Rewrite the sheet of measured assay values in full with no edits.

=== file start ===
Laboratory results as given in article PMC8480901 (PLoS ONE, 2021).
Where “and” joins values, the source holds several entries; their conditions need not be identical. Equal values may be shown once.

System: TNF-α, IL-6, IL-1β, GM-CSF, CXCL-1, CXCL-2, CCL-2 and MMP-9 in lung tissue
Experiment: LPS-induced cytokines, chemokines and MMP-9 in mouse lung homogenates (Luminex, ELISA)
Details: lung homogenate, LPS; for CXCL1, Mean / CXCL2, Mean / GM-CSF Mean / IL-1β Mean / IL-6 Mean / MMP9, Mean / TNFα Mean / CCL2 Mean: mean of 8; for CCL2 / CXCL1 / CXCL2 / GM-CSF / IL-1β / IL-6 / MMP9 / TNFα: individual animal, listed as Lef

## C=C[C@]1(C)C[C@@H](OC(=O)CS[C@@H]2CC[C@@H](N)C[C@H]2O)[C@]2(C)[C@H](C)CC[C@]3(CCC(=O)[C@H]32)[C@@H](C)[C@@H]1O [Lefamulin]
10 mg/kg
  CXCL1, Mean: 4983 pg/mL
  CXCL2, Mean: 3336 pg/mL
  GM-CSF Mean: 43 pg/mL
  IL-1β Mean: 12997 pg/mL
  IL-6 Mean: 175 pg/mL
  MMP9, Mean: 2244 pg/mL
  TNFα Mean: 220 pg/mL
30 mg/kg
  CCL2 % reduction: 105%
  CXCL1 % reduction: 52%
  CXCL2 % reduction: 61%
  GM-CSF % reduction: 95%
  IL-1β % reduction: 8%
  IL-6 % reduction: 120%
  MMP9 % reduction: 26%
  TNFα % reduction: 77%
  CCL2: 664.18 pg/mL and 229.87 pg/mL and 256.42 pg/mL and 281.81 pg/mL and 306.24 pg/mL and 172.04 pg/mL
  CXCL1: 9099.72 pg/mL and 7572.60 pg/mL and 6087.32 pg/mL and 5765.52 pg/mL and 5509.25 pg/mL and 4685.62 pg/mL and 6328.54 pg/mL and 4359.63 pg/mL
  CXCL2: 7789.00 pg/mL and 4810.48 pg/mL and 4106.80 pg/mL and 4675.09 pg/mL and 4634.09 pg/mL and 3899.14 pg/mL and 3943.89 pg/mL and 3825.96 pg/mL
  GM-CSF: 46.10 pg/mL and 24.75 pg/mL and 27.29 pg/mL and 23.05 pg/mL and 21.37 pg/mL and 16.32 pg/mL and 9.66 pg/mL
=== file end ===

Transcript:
Laboratory results as given in article PMC8480901 (PLoS ONE, 2021).
Where “and” joins values, the source holds several entries; their conditions need not be identical. Equal values may be shown once.

System: TNF-α, IL-6, IL-1β, GM-CSF, CXCL-1, CXCL-2, CCL-2 and MMP-9 in lung tissue
Experiment: LPS-induced cytokines, chemokines and MMP-9 in mouse lung homogenates (Luminex, ELISA)
Details: lung homogenate, LPS; for CXCL1, Mean / CXCL2, Mean / GM-CSF Mean / IL-1β Mean / IL-6 Mean / MMP9, Mean / TNFα Mean / CCL2 Mean: mean of 8; for CCL2 / CXCL1 / CXCL2 / GM-CSF / IL-1β / IL-6 / MMP9 / TNFα: individual animal, listed as Lef

## C=C[C@]1(C)C[C@@H](OC(=O)CS[C@@H]2CC[C@@H](N)C[C@H]2O)[C@]2(C)[C@H](C)CC[C@]3(CCC(=O)[C@H]32)[C@@H](C)[C@@H]1O [Lefamulin]
10 mg/kg
  CXCL1, Mean: 4983 pg/mL
  CXCL2, Mean: 3336 pg/mL
  GM-CSF Mean: 43 pg/mL
  IL-1β Mean: 12997 pg/mL
  IL-6 Mean: 175 pg/mL
  MMP9, Mean: 2244 pg/mL
  TNFα Mean: 220 pg/mL
30 mg/kg
  CCL2 % reduction: 105%
  CXCL1 % reduction: 52%
  CXCL2 % reduction: 61%
  GM-CSF % reduction: 95%
  IL-1β % reduction: 8%
  IL-6 % reduction: 120%
  MMP9 % reduction: 26%
  TNFα % reduction: 77%
  CCL2: 664.18 pg/mL and 229.87 pg/mL and 256.42 pg/mL and 281.81 pg/mL and 306.24 pg/mL and 172.04 pg/mL
  CXCL1: 9099.72 pg/mL and 7572.60 pg/mL and 6087.32 pg/mL and 5765.52 pg/mL and 5509.25 pg/mL and 4685.62 pg/mL and 6328.54 pg/mL and 4359.63 pg/mL
  CXCL2: 7789.00 pg/mL and 4810.48 pg/mL and 4106.80 pg/mL and 4675.09 pg/mL and 4634.09 pg/mL and 3899.14 pg/mL and 3943.89 pg/mL and 3825.96 pg/mL
  GM-CSF: 46.10 pg/mL and 24.75 pg/mL and 27.29 pg/mL and 23.05 pg/mL and 21.37 pg/mL and 16.32 pg/mL and 9.66 pg/mL